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Brandeis University's Community Newspaper — Waltham, Mass.

Financial crisis forced university to take more loans

Published: October 22, 2010
Section: News

Brandeis University was forced to take out more loans in fiscal year 2009 than in previous years in order to compensate for the effect of the national economic crisis, according to the university’s tax exemption forms from that year.

For example, on June 23, the university took a $50 million loan from Bank of America in order to meet a debt-ratio requirement. Debt-ratio requirements are used to insure that a given organization has a net operating income that is sufficiently higher than its annual loan payments. The university repaid the loan in July 2009 to the bank where Brandeis maintains a line of credit to help with the university’s “overall cash management,” Senior Vice President for Finance and Chief Financial Officer Frances Drolette wrote in an e-mail to The Hoot.

Drolette explained that though “Brandeis’ borrowing is part of the routine financial management of the university … It’s fair to say we borrowed more as the effects on the financial crisis lingered.”

There are many factors for why the university would decide to borrow, chief among them being “the need to support capital projects.”

For example, the university issued three bond series issued by the Massachusetts Development Finance Agency to help fund the construction of the new Shapiro Science Center and the Ridgewood Residence Halls.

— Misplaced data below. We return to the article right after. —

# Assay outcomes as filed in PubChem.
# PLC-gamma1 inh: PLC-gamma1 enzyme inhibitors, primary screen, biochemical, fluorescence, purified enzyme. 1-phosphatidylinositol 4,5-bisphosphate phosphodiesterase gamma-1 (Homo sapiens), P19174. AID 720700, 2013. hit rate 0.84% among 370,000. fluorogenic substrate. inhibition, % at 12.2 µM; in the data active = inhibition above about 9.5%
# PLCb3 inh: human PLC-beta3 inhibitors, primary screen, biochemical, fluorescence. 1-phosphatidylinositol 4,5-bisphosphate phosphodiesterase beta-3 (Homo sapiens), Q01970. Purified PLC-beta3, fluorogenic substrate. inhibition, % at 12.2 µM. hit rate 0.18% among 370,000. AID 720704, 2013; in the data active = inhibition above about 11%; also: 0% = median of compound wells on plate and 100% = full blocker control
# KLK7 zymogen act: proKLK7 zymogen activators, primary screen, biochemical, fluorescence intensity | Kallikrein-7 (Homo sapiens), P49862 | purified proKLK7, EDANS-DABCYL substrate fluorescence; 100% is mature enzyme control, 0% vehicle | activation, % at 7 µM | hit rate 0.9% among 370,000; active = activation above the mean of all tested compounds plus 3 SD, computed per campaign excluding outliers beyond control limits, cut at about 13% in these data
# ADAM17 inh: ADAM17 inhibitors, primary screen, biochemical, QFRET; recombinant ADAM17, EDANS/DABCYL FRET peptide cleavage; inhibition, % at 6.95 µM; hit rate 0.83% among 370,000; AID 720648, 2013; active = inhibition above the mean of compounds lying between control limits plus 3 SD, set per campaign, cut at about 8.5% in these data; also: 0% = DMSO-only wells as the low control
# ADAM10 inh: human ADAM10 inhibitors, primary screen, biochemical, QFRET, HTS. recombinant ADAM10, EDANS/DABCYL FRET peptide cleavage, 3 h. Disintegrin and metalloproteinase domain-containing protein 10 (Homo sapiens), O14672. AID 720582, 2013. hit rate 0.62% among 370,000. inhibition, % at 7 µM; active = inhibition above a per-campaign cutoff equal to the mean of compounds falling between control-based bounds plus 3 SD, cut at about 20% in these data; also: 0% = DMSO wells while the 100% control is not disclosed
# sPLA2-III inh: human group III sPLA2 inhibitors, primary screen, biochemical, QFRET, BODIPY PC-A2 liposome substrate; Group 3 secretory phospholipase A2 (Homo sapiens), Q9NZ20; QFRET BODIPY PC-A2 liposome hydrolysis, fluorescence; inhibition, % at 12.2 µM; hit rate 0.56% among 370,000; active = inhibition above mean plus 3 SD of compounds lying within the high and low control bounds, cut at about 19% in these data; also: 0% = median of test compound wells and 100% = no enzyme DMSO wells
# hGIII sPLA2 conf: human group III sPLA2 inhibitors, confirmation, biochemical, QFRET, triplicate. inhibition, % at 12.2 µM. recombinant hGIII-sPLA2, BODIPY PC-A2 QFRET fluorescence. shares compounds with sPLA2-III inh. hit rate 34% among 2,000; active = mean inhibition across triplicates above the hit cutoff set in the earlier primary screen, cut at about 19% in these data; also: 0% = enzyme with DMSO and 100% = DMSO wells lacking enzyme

The bonds issued gained the university a total of $109.5 million.

“The university generally issues tax exempt bonds to finance the portion of major capital projects that is not funded by donor gift,” Drolette said.

On June 30, 2009, the university’s total long-term debt was $252.95 million, signifying a $42 million increase in indebtedness during that year.

The university was scheduled to pay roughly $7 million of that debt June 30, 2010 and similarly will pay $7.4 million at the end of the current fiscal year on June 30, 2011.

The university also is a part of interest rate swap transactions with Deutsche Bank, where one party exchanges a stream of interest payments for another party’s stream of cash flows. The university’s swap, which like all swaps is a derivative, “is designed to manage the university’s interest costs and risks associated with variable rate debt,” according to Brandeis’ financial statements from the 2009 fiscal year.